Monitoring and evaluating environmental justice concepts, thought styles and human-environment relations
New paper is out!
Environmental justice concepts have undergone significant changes from being solely distributive to include underlying power asymmetries. Consequently, we are now faced with a wide array of different interpretations of what environmental justice is. This calls for a fundamental reflection on what environmental justice stands for, how and most importantly why it is used.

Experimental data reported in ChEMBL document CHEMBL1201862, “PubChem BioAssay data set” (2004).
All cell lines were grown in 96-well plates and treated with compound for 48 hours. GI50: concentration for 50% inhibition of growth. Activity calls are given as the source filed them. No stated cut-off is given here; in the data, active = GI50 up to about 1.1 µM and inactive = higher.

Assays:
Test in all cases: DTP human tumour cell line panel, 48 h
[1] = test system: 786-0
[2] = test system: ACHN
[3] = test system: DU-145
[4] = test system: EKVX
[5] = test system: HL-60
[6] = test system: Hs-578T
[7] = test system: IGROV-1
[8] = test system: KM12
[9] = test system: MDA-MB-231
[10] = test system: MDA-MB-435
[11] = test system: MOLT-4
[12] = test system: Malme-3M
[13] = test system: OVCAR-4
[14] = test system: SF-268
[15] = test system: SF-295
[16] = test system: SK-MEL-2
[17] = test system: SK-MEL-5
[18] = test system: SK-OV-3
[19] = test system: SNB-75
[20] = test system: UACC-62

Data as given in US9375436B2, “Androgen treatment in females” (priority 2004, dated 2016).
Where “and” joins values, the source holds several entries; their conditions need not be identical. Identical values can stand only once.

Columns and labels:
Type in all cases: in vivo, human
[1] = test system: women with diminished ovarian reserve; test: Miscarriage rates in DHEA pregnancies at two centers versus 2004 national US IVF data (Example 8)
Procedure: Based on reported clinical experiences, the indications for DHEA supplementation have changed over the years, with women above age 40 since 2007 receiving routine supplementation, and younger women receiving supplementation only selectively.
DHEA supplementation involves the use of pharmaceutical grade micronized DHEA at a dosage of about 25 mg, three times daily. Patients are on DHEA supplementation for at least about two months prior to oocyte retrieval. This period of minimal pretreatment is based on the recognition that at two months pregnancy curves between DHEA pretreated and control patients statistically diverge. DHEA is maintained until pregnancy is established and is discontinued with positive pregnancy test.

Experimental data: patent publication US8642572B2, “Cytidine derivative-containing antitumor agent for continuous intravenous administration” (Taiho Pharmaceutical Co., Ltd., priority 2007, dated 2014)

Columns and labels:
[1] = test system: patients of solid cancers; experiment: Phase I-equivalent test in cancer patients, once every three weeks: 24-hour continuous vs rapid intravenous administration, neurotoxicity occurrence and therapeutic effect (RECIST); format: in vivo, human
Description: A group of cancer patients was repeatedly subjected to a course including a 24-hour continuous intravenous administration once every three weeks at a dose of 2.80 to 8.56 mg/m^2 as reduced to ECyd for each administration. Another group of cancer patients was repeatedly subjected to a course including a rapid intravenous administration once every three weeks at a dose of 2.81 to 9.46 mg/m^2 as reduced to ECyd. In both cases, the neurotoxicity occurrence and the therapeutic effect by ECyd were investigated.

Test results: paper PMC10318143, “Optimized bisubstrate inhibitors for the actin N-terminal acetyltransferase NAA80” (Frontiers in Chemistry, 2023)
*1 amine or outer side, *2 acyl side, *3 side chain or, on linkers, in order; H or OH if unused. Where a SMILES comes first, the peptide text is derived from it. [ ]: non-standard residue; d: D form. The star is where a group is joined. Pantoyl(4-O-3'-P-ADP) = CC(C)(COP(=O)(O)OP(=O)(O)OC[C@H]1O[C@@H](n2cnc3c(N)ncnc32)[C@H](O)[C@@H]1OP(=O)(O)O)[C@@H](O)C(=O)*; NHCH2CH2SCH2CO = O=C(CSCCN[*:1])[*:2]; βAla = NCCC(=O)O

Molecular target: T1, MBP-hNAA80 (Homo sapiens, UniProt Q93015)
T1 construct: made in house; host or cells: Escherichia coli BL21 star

To achieve this goal, this paper elaborates on the genesis of environmental justice. Recurring challenges of environmental justice research and activism will be identified. Addressing those challenges, as well as breaking down environmental justice concepts into smaller patterns and Fleck’sian thought styles, the Environmental Justice Incommensurabilities Framework (EJIF) is introduced. This evaluation and monitoring tool encourages actors (and especially researchers) to reflect upon ideological positionings and axiological interpretations of human-environment relations as well as justice, making research on and with environmental justice more transparent and comparable.Continue reading “Environmental Justice Incommensurabilities Framework”